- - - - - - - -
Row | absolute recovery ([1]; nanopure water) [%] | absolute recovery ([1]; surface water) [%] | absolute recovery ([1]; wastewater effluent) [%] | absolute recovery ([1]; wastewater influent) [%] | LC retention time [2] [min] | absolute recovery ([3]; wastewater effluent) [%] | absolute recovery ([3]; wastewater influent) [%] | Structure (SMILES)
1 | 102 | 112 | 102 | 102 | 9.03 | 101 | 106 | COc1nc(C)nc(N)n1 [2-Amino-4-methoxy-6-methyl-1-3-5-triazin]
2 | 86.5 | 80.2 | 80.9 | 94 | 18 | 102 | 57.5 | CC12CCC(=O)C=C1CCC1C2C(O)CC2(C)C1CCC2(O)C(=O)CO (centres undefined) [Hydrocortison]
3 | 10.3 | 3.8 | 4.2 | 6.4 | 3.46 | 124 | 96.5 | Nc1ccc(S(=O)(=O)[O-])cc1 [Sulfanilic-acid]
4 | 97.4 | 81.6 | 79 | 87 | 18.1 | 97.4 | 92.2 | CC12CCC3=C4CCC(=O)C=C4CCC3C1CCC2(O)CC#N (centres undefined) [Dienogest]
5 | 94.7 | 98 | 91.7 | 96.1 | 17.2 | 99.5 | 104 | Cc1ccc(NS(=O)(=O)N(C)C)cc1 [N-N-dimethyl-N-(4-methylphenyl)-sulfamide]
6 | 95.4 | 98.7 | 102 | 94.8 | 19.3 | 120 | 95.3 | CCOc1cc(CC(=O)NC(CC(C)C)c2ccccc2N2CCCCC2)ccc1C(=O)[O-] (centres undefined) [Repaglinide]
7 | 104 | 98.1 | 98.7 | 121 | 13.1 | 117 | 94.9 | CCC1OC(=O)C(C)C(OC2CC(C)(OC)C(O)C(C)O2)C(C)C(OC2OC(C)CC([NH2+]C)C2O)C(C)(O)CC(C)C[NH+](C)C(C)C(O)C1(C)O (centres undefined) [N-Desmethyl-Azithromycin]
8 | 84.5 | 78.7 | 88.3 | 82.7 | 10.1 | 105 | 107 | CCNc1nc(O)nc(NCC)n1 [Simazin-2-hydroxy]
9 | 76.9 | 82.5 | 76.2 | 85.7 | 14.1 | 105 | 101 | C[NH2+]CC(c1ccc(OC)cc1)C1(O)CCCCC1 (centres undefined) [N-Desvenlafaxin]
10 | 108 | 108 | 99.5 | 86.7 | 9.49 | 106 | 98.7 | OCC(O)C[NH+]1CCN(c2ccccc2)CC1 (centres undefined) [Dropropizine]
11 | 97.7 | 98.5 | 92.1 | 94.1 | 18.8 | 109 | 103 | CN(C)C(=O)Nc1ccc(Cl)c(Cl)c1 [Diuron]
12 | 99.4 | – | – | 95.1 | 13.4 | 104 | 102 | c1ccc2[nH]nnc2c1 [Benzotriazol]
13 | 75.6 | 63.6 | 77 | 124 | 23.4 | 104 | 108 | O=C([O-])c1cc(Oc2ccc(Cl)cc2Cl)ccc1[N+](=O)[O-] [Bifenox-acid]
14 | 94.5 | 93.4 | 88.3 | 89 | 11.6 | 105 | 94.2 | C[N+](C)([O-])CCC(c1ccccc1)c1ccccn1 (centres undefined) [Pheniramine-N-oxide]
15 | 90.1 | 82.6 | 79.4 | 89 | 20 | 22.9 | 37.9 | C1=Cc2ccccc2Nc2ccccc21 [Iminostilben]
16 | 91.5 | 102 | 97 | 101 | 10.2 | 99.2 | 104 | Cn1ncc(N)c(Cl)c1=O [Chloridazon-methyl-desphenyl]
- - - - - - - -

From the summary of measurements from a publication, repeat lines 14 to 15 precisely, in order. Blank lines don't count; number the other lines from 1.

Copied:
13 | 75.6 | 63.6 | 77 | 124 | 23.4 | 104 | 108 | O=C([O-])c1cc(Oc2ccc(Cl)cc2Cl)ccc1[N+](=O)[O-] [Bifenox-acid]
14 | 94.5 | 93.4 | 88.3 | 89 | 11.6 | 105 | 94.2 | C[N+](C)([O-])CCC(c1ccccc1)c1ccccn1 (centres undefined) [Pheniramine-N-oxide]